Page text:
Six Tips for Having Supportive Conversations with Veterans
Veterans returning to civilian life often struggle to communicate with civilians about their experience as active military members, leaving them feeling isolated and disconnected. At the same time, civilians eager to engage with veterans may worry about saying the wrong thing, triggering past trauma, or otherwise having an unhelpful conversation.
In our Veteran’s Day speaker series event, Femi Olukaya, a therapist and military veteran, and Teressa Carter, a social worker with experience serving and treating active duty service members, sat down to discuss this issue, among several others.
Take a deeper dive into their advice and explore six tips civilians can use to have healthy, supportive, and productive conversations with veterans about their experiences in the military below.
As Carter points out, an easy way to avoid pressuring veterans to discuss issues they aren’t ready to discuss is to ask them what they want you to know. That way, you’ll only hear what they feel comfortable revealing and believe it would be most helpful for you to know.
Military culture often discourages vulnerability. That’s why when a veteran decides to open up about their military experiences, it’s vital that you meet them with love and acceptance.
Aside from a culturally ingrained aversion to vulnerability, veterans are often reluctant to reveal what they’ve gone through because they fear judgment from civilians. Olukoya notes that:
When [veterans] say certain things, they don’t want to scare civilians with what they’ve seen, how they’ve lived, and how they think. So, they have to find a safe space where they can actually express themselves without being judged.
As a result, civilians must create an emotionally safe space for the veteran to speak in. Make it clear that you’ll be compassionate, empathetic, and understanding.
Veterans may talk about the trauma they experienced as active military members. Civilians looking to engage with military members and learn about their experience must be prepared for this. As Carter points out:
You don’t ever want to knock on their door of trauma and open it if you’re not ready to receive and help them with it. So, while you’re inviting somebody to share their traumatic experience to feed your curiosity, you could be opening a deep wound for them. Are you going to be able to be there to heal it for them once you do?
Of course, civilians don’t need to be trained experts in handling trauma, but they must be prepared to discuss it in a sensitive, compassionate way.
When hearing someone talk about a painful experience, you may feel tempted to encourage them to see things in a more optimistic light. While done with good intentions, this strategy is often counter-productive. From the veteran’s perspective, it can feel as though you are minimizing their problems or that you feel they are overreacting.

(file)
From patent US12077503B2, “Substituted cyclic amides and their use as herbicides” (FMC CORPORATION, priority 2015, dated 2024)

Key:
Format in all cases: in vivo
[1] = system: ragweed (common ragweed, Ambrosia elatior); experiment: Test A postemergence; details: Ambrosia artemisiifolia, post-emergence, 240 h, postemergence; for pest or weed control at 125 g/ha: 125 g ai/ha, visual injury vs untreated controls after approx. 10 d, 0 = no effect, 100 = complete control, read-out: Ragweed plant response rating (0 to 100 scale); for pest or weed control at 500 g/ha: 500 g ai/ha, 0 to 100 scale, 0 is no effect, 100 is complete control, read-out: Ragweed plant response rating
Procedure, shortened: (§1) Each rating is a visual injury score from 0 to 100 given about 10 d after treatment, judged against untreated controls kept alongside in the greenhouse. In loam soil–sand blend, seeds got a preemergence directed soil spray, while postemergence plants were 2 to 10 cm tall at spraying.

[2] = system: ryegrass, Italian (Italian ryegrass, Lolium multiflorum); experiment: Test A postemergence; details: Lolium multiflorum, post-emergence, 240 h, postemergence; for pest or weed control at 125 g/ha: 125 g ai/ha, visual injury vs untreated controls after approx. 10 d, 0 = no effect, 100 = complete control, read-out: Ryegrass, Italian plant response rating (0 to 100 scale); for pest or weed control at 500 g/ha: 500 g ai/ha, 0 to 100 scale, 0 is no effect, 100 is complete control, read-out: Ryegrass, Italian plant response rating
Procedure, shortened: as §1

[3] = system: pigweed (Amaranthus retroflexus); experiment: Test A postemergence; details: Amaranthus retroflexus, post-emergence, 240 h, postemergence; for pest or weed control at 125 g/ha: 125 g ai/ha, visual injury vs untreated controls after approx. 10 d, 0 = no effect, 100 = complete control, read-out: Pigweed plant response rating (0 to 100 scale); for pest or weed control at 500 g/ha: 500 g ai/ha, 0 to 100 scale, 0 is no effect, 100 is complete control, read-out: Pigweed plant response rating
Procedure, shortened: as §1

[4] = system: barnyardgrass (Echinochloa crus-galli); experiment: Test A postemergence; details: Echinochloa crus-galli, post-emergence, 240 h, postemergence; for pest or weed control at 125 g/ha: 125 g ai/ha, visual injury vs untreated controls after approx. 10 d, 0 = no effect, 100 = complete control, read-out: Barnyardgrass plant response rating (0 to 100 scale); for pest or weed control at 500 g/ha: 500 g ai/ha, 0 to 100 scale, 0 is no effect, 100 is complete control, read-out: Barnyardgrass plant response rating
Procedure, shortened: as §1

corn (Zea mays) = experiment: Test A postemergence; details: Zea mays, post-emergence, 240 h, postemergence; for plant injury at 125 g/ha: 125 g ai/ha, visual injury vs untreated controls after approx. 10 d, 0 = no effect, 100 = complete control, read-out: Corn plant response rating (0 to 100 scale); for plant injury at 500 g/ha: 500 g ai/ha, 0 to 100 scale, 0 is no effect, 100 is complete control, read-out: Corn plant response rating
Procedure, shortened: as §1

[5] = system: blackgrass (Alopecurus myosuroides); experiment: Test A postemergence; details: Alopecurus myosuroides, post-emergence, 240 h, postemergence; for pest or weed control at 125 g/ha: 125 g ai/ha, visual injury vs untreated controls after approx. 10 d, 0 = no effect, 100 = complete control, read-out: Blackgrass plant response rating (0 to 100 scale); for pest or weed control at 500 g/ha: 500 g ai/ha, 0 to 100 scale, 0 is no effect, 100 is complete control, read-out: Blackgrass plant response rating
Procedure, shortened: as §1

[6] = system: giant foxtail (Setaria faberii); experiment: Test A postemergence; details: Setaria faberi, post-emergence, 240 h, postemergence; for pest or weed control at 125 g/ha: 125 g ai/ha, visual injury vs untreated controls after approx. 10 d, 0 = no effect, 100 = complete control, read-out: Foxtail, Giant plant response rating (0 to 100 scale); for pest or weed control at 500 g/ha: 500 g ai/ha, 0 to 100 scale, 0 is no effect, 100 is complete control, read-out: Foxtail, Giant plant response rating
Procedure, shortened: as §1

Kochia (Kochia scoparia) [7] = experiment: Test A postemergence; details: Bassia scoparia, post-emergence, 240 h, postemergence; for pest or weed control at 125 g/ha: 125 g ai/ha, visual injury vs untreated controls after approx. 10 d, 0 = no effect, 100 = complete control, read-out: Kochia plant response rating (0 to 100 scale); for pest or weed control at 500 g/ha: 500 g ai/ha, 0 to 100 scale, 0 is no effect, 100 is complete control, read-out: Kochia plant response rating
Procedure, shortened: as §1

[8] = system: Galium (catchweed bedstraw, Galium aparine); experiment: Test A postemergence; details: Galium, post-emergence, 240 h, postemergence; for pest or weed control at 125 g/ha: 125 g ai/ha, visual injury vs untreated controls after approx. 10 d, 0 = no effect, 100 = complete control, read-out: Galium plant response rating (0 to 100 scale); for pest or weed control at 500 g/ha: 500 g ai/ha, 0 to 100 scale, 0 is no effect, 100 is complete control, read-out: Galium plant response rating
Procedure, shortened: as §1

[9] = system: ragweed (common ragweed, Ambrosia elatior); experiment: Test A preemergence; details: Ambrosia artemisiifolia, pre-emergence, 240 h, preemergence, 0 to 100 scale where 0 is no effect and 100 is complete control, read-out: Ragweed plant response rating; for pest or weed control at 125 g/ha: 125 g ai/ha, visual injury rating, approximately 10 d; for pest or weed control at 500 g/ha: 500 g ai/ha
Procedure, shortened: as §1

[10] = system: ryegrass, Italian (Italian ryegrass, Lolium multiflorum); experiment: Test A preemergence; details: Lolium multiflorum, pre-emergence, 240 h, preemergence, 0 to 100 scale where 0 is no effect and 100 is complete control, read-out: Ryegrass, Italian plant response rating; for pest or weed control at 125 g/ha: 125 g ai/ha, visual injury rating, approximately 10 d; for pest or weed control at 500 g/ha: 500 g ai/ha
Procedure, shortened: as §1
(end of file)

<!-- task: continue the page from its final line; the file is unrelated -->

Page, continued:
Instead of dismissing their feelings, validate them. Often, all someone in pain is looking for is a compassionate recognition of their suffering.
Sincerity is critical to having impactful conversations that help soldiers feel connected, heard, and valued. As a result, it’s important that when civilians ask veterans questions or express their gratitude, they do so sincerely. Veterans can often sense when a civilian’s attempt to engage with them is driven by a sense of obligation rather than genuine interest.
Olukoya points out that the phrase “thank you for your service” is a common example of an interaction that feels inauthentic.
I feel like 70 percent of veterans hate that statement because it feels like such a generic textbook thing to say whenever you meet somebody that’s served, so it turns into something that’s not even sincere.
Instead, he recommends saying, “I appreciate your sacrifice,” which he feels helps veterans feel “seen.”
One way to show sincerity during conversations is by listening actively (i.e., asking meaningful questions that show you are attentive and engaged). However, it is important to balance active listening by letting veterans tell their stories at their own pace and without excessive interruptions.
When a veteran is opening up about their experiences, Carter suggests it’s best to avoid the phrase “I understand.” But why is this true? Part of the answer is that, as a civilian, complete understanding isn’t possible. Some of their experiences are so drastically different from anything a civilian may have encountered that there is simply no way to truly comprehend what things were like for them or how they feel. As a result, it’s best to be mindful of your gaps in knowledge and understanding and avoid implying that you can really know what active military service was like for them.
If you feel you need to see a mental health professional or could use help deciding which service is right for you, please give us a call at 805-204-2502 or fill out an appointment request here. We have a wide variety of providers, including therapists, psychiatrists, nurse practitioners, and nutritional therapists, who can see you in as little as one day via teletherapy. If you feel a veteran is experiencing a crisis, please call the national suicide hotline (988).
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